Turning back to the bull, she shuddered as it did the rising-bonelessly thing that all ghouls seemed to be able to do, settling itself into an aggressive stance as it began stomping towards Jamie, arms outstretched. Reaching back to grab an arrow, she yelled out when she felt a hand clasp her arm, a low groan coming from behind her from the broken down truck. Spinning around despite the strong grip, she managed to snap the rotten wrist of an old woman who’d crawled to the window of her truck. Her matted gray hair and wrinkles hung heavy on her face, her misty green eyes full of hunger.
Yanking back hard, Jamie snap kicked the bull in the chest, pushing it back a couple feet while she pulled an ice pick from her hip, jamming it into the old woman’s eye once before stirring it around, sluicing the brain into a frothy mess that leaked out through her popped eyeball onto the pavement of the highway. Pulling her arm free, Jamie turned just in time to be slammed into the truck by the bull, her back screaming in agony as she crushed the skull of the ghoul hanging out of the truck with her scapula.
Pinning her left arm beneath the bull’s chin, Jamie was able to keep him from biting her, though unable to stop the brutal pummeling she was receiving from his fists. One lucky strike left her feeling dazed, but she couldn’t afford to be soft now. Reaching up and into his neck wound, Jamie winced as a fist slammed into her shoulder as she dug her fingers into the rotten meat towards the yellowed bone of the spine. Her arm almost giving way to the bull’s weight and strength, but she smiled when she curled her fingers around the spinal column, crying out as she yanked it hard. The bull’s body fell limp, toppling to the side as her elbow guided it, dropping it onto the remaining ghoul, which had been crawling to get at her legs.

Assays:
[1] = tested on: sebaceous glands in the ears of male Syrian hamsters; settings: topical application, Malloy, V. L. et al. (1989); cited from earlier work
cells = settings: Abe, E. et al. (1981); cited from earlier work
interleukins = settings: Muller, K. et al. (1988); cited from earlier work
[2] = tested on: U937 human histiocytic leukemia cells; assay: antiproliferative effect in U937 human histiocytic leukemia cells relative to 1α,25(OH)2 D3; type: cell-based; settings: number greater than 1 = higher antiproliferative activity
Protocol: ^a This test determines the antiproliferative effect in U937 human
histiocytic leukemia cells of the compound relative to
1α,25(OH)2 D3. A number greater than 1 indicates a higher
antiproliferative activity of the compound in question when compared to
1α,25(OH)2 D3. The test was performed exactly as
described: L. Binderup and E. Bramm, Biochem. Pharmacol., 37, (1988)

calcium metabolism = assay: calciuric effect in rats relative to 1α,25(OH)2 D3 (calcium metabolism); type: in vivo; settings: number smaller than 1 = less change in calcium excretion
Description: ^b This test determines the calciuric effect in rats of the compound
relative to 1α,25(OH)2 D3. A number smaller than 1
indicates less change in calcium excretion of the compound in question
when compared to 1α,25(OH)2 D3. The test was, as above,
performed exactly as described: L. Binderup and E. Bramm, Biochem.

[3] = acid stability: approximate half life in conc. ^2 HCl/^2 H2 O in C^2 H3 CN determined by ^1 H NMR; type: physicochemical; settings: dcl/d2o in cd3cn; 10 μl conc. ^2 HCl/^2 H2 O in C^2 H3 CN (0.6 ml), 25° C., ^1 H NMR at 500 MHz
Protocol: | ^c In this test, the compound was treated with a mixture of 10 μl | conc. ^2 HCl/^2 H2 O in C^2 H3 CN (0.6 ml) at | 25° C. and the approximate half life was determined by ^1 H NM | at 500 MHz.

Breathing heavily, Jamie listened for any more sounds that could mean danger. The bull was still growling, his head still in working order, and the pinned child ghoul was whimpering as it scrabbled on the pavement. She took a quick moment to scoop up her survival knife, delivering debilitating blows by sliding the blade through each ghoul’s temple, slicing the brain carefully enough to render them harmless should she need to pass by here again.
Looking around, she frowned at the dozen arrows that must have tumbled from her quiver when she was dealing with her first kill.
“Need to stop by the hunting good’s store and pick up a new one,” Jamie heaved, unable to catch her breath.
Righting herself, hands on her lower back, heaved a sigh and stared off into the distance. The sun would be setting in a few hours, and it would take her, at least, an hour’s drive march to reach a town.
Cleaning herself off as best she could, she raised the goggles off of her eyes and looked at the sun, the heavy clouds blocking it partially. “Just another day in the apocalypse, eh?”